Much has been written about the infamous year, 2020. There is nothing I can add to the litany of tragedy, isolation, economic deprivation, and feckless political/presidential leadership. Maybe that is why on some days my concentration has been “off.” Like others, my mind has been cluttered by the simultaneous merging of anxiety, disbelief, and worry—not to mention frustration. (FedEx lost or destroyed a shipment of my mail, delivering instead an empty package and charging me for the delivery! And USPS is still promising to deliver a Priority Mail letter I sent three weeks ago.) Such challenges burden a distracted mind, one already fatigued and listless from semi-quarantine.
This state is perhaps what prompted me to design one of the most memorable Christmases I’ve had. After checking in with family and friends—many via Zoom—I built a fire in the fireplace and settled down to read a book—just for pleasure. I read, uninterrupted, for what turned out to be four hours. During that time, I got the closest I have come, in these last ten months, to a sense of peace. Essays of E.B. White is a collection of short pieces by the master of that genre, mid-20th century author E.B. White, the acclaimed writer of countless New Yorker Magazine essays and author of children’s books including classics Stuart Little (1945) and Charlotte’s Web (1952). The essays he wrote from his Allen Cove farm in Maine are a symphony of joyful wonder at the lives and personalities of his animals and his neighbors—and the persistent necessity to manage this idiosyncratic bunch. His love of the place is evident in his observations of the feisty geese, his irascible Dachshund, and the trespasses of an aggressive fox. The simplicity of the moment and White’s turn of phrase made me smile and utter repeated chuckles. The locals added the spice.
While White’s political observations are sprinkled with quizzical annoyance and occasional indignation, he bestowed on his DownEast farm a prose unmatched in elegance and insight. Often, he would add larger points to news of the day. In describing the experience of a runner who had broken a recent record, for instance, White quotes Jim Bailey not long after he had made his run.
“‘I have no sensation of speed when I run’ [Bailey] said, ‘and I never know how fast I am going.’”
White stops and observes: “Such is the case with most of us in this queer century of progress. Events carry us rapidly in directions tangential to our true desires, and we have almost no sensation of being in motion at all—except in odd moments when we explode an H-bomb…”
By now we have grown accustomed to the H-Bomb and its unthinkable capacity for destruction. Instead, it is COVID-19 that has shocked us. We were unprepared for it. And because of that, it has called into question all our earlier assumptions and brought our harried lives to a screeching halt.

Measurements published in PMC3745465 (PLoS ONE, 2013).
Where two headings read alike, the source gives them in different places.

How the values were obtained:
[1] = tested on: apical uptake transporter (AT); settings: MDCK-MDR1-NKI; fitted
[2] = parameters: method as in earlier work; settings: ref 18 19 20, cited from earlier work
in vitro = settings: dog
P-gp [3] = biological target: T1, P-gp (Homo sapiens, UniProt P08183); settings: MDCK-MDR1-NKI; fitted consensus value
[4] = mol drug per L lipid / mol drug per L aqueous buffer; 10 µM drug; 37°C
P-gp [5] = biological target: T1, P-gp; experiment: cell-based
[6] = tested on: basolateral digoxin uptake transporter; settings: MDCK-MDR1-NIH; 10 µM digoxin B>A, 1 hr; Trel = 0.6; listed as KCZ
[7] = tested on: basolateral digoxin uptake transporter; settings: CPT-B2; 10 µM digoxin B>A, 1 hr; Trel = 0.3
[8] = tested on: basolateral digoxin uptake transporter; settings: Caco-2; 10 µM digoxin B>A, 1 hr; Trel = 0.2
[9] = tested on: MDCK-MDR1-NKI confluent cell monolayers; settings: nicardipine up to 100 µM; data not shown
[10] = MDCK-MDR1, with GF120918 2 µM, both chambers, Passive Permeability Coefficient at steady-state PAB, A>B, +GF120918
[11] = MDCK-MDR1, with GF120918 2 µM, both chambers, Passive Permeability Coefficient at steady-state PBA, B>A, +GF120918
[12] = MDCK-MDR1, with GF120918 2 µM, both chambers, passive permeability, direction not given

Like many who love nature—and today many of us are trying to reconnect with it—White pushed against the kind of change that distorts the natural flow of things; the “progress” that has mechanized the relationship between man and the world around him.
“I would feel more optimistic about a bright future for man if he spent less time proving that he can outwit Nature and more time tasting her sweetness and respecting her seniority,” he wrote.
This will be a book I will always associate with Christmas, a favorite gift given to me by one of my literary daughters. And I will take it with me when I return to Washington DC, when we confront a new chapter in our nation’s history. I will reflect again on the conflict White found in the motivation and drive of New England writer, Henry Thoreau, known for his pursuit of the simple life. Thoreau’s musings in Walden must have reminded White of himself—a man keenly at home in the countryside but attracted to, if often at odds with, the vanities of teeming city life. Both locales, he acknowledged, draw on impulses that create an irreconcilable dilemma.
“Walden,” White observed, “is the report of a man torn by two powerful and opposing drives—the desire to enjoy the world…and the urge to set the world straight.”
Wouldn’t we all love to set the world straight right now? But our effective capacities as a nation may only be able to do that once we have re-centered ourselves, simplified our lives, and drawn some conclusions from our current experience. At that moment we could be re-inspired by the richness of White’s perspective, and even the poignancy he describes in trying to stay human in the modern world.
Sending you and your family my best wishes for 2021.